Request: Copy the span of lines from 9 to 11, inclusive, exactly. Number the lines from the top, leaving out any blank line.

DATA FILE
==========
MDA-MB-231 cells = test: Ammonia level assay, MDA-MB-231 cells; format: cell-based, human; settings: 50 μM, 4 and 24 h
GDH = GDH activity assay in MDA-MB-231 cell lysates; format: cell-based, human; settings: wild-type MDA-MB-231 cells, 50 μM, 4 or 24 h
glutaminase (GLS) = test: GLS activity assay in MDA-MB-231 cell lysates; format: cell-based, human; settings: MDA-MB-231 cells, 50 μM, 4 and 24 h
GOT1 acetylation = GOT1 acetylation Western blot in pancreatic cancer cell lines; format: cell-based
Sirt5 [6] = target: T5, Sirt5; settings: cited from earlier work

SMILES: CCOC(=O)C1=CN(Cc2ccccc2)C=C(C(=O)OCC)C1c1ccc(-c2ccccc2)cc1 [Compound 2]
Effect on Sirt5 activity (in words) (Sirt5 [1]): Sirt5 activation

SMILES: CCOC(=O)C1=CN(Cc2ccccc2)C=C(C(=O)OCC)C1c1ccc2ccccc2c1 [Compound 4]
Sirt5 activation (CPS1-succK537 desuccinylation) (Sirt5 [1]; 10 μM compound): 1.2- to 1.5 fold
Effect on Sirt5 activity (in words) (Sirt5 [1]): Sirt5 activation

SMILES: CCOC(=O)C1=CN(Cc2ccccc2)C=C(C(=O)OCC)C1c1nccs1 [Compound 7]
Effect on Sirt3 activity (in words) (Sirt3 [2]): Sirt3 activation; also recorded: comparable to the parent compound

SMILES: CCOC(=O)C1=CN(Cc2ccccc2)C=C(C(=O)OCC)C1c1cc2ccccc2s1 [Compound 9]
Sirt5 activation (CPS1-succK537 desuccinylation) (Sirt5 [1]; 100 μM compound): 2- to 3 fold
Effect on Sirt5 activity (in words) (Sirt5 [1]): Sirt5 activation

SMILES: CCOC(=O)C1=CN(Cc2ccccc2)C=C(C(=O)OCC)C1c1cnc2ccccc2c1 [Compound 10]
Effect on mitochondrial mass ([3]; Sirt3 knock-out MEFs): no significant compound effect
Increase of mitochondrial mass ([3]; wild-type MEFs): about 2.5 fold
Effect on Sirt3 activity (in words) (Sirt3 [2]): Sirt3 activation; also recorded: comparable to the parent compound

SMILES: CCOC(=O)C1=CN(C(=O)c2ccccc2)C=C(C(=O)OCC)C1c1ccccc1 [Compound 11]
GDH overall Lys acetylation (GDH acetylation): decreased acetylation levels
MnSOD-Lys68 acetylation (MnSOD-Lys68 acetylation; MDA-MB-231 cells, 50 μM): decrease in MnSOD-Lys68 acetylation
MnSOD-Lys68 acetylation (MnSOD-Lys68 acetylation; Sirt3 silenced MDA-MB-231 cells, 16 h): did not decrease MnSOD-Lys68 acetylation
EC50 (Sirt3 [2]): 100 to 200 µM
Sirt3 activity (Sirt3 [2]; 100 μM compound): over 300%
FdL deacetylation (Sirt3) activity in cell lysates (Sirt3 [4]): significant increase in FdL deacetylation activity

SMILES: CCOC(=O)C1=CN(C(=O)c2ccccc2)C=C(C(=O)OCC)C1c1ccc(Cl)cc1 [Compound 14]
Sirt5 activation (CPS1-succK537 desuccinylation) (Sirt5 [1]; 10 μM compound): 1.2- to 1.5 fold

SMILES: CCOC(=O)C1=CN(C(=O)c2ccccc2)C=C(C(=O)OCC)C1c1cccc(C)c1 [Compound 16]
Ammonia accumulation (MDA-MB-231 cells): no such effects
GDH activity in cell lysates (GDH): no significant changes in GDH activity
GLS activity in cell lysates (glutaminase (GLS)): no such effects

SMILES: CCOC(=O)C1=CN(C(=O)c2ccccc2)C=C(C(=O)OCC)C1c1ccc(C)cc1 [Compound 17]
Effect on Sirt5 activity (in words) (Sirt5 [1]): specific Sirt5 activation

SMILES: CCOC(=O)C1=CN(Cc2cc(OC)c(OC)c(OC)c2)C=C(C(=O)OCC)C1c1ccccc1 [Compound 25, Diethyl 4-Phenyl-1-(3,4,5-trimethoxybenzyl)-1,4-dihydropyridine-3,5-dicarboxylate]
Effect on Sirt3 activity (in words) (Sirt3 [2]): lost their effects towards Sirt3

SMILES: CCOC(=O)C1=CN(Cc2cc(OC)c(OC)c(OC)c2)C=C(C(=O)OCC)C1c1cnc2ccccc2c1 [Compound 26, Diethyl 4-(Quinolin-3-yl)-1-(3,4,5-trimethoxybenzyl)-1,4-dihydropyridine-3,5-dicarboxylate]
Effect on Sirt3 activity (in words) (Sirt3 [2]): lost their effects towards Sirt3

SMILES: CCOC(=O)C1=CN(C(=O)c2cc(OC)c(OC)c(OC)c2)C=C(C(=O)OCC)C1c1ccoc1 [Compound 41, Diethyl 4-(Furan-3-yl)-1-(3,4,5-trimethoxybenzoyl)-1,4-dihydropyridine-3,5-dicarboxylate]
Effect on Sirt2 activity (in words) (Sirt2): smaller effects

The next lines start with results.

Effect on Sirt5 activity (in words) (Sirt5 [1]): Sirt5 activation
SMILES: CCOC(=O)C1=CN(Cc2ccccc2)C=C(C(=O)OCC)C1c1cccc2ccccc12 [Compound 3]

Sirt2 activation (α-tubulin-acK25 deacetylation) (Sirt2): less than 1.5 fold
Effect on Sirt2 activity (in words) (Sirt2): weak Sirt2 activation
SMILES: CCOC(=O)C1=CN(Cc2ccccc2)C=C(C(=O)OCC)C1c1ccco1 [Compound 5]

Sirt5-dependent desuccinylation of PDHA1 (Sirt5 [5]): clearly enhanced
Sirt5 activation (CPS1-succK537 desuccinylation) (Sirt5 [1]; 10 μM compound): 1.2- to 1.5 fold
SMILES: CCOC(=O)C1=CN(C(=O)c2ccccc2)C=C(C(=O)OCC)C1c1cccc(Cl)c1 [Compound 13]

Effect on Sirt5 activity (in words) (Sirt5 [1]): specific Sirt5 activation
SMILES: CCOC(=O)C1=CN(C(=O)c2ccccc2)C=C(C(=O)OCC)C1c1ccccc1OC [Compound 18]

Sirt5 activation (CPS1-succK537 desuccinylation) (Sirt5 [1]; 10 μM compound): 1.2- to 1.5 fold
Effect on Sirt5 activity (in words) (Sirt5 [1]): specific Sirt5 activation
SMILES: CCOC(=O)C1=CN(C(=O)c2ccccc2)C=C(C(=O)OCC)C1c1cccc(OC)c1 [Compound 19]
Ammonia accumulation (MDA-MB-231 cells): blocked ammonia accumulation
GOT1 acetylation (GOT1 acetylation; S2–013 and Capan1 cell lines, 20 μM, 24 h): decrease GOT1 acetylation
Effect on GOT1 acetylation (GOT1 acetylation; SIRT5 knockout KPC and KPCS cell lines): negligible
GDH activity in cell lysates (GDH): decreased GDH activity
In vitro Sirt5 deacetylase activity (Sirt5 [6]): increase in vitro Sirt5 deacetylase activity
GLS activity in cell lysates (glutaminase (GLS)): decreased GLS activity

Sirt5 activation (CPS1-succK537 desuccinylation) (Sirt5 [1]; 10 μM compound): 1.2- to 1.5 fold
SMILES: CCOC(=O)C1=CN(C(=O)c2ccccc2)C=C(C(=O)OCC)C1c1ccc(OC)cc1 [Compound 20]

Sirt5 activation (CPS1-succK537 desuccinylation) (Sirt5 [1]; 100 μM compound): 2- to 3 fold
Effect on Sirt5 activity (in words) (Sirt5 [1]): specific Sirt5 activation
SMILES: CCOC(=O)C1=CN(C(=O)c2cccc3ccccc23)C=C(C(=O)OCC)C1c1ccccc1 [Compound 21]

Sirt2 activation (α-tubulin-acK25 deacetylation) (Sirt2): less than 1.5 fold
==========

Sirt5 activation (CPS1-succK537 desuccinylation) (Sirt5 [1]; 10 μM compound): 1.2- to 1.5 fold
Effect on Sirt5 activity (in words) (Sirt5 [1]): Sirt5 activation

SMILES: CCOC(=O)C1=CN(Cc2ccccc2)C=C(C(=O)OCC)C1c1nccs1 [Compound 7]